In regards to adult numeracy Diana has been at the cutting edge for a long time and her involvement in adult numeracy across the globe is simply astounding.  If you are conducting research in adult numeracy you cannot but be amazed at the quantity and quality of the publications, projects and networks Diana has been involved in.  She really is inspiring.

We were talking about the attitude of many adult learners toward calculator use when Diana remembered having developed the poster below.  I asked her if she would mind if I could post it.  I thought it could be a great conversation starter with learners.  She wrote the following:

Here is the Cheating poster. Happy for you to include it in your blog.

It came about through a discussion with adult numeracy students in the East End of London, UK (Tower Hamlets Adult Education Institute) in the early 1980s. I was the tutor.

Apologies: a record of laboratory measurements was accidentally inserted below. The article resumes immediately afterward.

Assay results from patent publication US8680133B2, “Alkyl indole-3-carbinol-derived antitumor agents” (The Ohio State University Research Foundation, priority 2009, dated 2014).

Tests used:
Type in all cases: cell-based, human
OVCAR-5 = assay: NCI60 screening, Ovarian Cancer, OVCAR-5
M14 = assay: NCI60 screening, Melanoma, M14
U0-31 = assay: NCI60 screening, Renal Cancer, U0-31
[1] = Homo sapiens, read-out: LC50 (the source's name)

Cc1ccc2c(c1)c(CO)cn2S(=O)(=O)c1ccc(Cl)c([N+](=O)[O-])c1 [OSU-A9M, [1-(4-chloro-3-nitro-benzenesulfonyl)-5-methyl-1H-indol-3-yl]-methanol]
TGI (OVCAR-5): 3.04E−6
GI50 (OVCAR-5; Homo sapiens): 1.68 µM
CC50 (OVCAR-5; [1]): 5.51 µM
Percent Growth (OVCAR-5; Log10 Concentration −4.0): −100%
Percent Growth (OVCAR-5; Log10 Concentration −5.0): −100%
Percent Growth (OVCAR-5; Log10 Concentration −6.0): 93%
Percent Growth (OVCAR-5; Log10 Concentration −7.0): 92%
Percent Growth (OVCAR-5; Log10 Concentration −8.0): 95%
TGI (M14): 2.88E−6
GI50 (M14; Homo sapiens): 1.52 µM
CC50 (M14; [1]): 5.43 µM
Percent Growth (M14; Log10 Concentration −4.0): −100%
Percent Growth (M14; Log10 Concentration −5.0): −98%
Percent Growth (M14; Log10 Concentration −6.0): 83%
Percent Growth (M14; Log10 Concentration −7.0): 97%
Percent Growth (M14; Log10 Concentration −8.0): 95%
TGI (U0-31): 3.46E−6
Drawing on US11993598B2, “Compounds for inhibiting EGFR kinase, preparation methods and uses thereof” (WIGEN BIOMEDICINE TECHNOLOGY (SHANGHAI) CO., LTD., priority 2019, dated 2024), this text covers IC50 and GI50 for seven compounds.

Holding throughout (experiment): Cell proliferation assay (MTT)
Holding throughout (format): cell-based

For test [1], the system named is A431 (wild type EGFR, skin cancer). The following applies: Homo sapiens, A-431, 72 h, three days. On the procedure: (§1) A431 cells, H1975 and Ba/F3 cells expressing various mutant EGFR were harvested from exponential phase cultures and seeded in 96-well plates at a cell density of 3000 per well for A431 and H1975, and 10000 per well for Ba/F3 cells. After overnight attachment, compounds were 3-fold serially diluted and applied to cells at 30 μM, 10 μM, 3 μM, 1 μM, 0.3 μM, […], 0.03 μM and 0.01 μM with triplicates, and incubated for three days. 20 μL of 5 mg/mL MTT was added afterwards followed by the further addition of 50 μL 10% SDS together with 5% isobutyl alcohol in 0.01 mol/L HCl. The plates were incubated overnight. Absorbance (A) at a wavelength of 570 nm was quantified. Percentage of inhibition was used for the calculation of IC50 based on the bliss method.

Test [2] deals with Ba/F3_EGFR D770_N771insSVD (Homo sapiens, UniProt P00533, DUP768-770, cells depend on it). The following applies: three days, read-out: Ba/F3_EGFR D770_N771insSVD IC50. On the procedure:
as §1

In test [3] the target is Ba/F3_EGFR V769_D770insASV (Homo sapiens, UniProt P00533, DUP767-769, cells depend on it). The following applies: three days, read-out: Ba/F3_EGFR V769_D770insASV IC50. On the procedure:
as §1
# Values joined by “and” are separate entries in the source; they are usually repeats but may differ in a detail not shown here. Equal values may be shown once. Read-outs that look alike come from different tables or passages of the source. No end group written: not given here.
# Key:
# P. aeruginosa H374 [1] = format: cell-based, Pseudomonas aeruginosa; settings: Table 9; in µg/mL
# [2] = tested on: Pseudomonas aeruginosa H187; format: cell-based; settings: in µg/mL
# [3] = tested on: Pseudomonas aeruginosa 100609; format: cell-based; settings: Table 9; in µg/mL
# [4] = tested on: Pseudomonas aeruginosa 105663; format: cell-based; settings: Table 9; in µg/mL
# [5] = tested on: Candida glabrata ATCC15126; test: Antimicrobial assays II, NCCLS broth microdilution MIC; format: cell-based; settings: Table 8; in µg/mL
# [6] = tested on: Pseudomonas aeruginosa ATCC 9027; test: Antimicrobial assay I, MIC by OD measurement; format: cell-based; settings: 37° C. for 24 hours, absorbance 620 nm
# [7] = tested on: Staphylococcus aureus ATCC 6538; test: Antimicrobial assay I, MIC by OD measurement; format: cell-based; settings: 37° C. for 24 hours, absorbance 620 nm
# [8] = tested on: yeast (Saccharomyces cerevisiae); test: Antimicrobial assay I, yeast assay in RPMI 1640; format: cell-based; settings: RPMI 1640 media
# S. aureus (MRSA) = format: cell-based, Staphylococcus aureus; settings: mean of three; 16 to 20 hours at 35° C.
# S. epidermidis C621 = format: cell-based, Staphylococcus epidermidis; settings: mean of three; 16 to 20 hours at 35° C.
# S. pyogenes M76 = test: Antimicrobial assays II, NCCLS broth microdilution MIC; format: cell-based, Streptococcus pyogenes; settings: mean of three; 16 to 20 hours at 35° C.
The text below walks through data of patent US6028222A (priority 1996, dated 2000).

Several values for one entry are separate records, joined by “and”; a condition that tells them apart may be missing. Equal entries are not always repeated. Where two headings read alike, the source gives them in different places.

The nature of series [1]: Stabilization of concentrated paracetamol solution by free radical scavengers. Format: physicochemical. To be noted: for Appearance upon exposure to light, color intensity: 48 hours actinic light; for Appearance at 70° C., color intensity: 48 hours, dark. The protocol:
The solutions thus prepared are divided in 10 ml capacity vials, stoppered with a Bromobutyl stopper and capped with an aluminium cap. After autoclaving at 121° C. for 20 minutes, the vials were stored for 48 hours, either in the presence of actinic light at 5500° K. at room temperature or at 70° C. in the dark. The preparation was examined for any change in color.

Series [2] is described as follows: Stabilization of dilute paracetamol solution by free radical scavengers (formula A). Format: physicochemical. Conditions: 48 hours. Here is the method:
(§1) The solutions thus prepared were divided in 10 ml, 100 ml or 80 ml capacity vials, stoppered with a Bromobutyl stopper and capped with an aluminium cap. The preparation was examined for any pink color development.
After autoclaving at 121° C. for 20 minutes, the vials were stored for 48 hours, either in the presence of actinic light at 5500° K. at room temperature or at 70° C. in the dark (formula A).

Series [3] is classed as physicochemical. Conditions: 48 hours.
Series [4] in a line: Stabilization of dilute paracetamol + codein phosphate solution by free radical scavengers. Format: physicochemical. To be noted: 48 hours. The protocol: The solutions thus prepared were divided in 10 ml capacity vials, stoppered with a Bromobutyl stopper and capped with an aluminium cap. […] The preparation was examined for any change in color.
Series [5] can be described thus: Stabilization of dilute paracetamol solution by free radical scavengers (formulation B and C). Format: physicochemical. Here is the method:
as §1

The poster came about entirely spontaneously. The words are those of the students themselves - spoken in that order by different students - one sentence each.

I said "Wow - write that down" and somebody did. Then one of the students who was also doing silkscreen printing in another class in the same building made it into a poster and we sold the posters for a while.

When the Numeracy Pack was published we used it on the back cover because it summed up so well how many adult numeracy students feel about cheating.

Best wishes


It would be very interesting to hear what opinions learners hold about calculators in your classes.  I've noticed that older learners have a bit of a bias against their use while younger learners have no qualms about it at all.

I really liked the "Cheating is pretending you understand when you don't".  Good to get that reaffirmed.

 Also, almost everything I know has been gleaned from the back of the book, with a process of working backwards to understand it.  Answer pages are not the enemy if you genuinely want to learn?  Thoughts?